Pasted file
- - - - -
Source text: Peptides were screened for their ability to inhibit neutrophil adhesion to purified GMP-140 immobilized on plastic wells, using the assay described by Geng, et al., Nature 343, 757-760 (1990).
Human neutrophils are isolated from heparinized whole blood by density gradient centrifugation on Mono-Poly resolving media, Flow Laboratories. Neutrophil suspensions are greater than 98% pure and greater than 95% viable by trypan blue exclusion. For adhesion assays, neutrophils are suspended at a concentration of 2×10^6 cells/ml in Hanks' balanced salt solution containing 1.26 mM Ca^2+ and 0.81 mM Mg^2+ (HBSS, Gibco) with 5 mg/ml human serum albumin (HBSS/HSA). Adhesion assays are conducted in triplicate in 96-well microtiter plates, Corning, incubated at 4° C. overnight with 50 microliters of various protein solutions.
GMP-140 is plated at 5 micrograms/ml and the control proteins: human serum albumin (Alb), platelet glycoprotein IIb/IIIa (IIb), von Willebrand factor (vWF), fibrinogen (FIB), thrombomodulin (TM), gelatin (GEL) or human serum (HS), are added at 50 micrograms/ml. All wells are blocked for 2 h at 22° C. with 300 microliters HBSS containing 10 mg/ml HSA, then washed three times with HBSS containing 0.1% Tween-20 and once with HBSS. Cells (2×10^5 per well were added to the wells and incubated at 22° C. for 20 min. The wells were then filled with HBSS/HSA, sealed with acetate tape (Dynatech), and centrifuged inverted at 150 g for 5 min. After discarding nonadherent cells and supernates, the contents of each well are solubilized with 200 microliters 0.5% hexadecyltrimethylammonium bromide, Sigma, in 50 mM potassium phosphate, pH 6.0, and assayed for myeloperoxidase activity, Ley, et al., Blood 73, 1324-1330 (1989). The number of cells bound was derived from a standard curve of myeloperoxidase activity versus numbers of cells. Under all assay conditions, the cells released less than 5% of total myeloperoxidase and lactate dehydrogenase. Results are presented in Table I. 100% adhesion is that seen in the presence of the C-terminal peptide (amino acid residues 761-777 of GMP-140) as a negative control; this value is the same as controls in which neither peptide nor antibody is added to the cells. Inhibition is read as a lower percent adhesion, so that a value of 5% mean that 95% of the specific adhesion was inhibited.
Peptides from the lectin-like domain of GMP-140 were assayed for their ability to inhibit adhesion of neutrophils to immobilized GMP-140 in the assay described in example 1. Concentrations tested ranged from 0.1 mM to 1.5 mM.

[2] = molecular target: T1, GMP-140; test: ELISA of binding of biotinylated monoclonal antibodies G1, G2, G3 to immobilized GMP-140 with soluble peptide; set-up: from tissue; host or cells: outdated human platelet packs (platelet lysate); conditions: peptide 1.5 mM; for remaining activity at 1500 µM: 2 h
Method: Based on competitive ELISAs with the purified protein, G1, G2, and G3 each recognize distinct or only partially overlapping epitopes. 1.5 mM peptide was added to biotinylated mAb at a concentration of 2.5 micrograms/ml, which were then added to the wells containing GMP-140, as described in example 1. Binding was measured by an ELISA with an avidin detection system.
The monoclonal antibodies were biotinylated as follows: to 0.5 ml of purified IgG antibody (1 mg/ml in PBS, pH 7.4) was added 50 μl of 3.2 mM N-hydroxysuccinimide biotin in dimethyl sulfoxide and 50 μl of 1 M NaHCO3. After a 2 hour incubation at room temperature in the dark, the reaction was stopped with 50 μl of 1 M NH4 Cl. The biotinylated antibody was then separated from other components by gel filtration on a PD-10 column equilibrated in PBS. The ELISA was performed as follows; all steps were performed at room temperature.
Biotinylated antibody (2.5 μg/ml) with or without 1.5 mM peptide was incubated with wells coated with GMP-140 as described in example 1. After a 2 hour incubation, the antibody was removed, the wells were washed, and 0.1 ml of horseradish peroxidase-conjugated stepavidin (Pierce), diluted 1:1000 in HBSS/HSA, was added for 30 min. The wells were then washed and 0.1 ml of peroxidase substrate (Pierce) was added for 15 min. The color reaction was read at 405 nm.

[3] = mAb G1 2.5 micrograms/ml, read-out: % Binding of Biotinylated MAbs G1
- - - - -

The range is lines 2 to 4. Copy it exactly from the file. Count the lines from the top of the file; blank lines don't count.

Human neutrophils are isolated from heparinized whole blood by density gradient centrifugation on Mono-Poly resolving media, Flow Laboratories. Neutrophil suspensions are greater than 98% pure and greater than 95% viable by trypan blue exclusion. For adhesion assays, neutrophils are suspended at a concentration of 2×10^6 cells/ml in Hanks' balanced salt solution containing 1.26 mM Ca^2+ and 0.81 mM Mg^2+ (HBSS, Gibco) with 5 mg/ml human serum albumin (HBSS/HSA). Adhesion assays are conducted in triplicate in 96-well microtiter plates, Corning, incubated at 4° C. overnight with 50 microliters of various protein solutions.
GMP-140 is plated at 5 micrograms/ml and the control proteins: human serum albumin (Alb), platelet glycoprotein IIb/IIIa (IIb), von Willebrand factor (vWF), fibrinogen (FIB), thrombomodulin (TM), gelatin (GEL) or human serum (HS), are added at 50 micrograms/ml. All wells are blocked for 2 h at 22° C. with 300 microliters HBSS containing 10 mg/ml HSA, then washed three times with HBSS containing 0.1% Tween-20 and once with HBSS. Cells (2×10^5 per well were added to the wells and incubated at 22° C. for 20 min. The wells were then filled with HBSS/HSA, sealed with acetate tape (Dynatech), and centrifuged inverted at 150 g for 5 min. After discarding nonadherent cells and supernates, the contents of each well are solubilized with 200 microliters 0.5% hexadecyltrimethylammonium bromide, Sigma, in 50 mM potassium phosphate, pH 6.0, and assayed for myeloperoxidase activity, Ley, et al., Blood 73, 1324-1330 (1989). The number of cells bound was derived from a standard curve of myeloperoxidase activity versus numbers of cells. Under all assay conditions, the cells released less than 5% of total myeloperoxidase and lactate dehydrogenase. Results are presented in Table I. 100% adhesion is that seen in the presence of the C-terminal peptide (amino acid residues 761-777 of GMP-140) as a negative control; this value is the same as controls in which neither peptide nor antibody is added to the cells. Inhibition is read as a lower percent adhesion, so that a value of 5% mean that 95% of the specific adhesion was inhibited.
Peptides from the lectin-like domain of GMP-140 were assayed for their ability to inhibit adhesion of neutrophils to immobilized GMP-140 in the assay described in example 1. Concentrations tested ranged from 0.1 mM to 1.5 mM.